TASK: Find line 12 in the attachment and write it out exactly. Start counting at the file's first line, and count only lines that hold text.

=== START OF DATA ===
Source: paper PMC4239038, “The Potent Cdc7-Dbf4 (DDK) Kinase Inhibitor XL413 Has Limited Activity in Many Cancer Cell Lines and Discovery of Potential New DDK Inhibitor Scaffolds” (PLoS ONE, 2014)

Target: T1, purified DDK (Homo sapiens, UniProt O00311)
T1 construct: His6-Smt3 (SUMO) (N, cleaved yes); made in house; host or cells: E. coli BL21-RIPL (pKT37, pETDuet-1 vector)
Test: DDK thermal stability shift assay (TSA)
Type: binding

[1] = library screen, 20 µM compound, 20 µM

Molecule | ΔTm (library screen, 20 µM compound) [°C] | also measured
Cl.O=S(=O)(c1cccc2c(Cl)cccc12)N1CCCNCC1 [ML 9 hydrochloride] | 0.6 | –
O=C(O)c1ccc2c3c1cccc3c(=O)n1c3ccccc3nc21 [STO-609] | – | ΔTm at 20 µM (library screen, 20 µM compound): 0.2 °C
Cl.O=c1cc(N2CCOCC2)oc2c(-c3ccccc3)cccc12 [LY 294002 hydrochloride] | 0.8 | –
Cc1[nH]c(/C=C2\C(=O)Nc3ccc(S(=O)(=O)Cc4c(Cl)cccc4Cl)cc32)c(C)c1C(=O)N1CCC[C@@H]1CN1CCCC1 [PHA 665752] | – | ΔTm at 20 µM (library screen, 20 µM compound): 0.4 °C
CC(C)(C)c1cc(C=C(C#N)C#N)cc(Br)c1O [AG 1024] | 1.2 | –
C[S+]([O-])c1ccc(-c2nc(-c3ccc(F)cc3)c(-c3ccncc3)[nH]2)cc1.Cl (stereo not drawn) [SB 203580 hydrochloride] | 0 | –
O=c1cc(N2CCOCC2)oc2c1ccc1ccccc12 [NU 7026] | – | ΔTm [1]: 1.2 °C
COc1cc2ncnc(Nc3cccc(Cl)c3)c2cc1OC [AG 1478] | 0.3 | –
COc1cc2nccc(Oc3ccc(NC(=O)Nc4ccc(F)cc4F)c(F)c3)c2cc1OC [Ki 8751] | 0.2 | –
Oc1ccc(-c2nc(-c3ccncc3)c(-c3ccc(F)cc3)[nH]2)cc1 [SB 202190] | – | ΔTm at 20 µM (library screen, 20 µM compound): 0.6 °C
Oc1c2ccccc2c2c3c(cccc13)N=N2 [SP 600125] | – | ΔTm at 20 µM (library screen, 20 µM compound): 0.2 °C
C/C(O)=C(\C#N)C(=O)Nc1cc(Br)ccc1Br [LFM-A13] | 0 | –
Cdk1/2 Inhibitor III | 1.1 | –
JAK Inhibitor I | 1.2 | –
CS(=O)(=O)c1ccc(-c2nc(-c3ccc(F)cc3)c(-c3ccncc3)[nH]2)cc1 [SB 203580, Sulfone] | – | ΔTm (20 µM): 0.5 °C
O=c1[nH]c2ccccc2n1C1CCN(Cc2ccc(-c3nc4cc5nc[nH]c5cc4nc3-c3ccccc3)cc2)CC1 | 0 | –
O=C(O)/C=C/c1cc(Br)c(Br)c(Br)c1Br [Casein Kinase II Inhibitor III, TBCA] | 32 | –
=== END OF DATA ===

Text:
CC(C)(C)c1cc(C=C(C#N)C#N)cc(Br)c1O [AG 1024] | 1.2 | –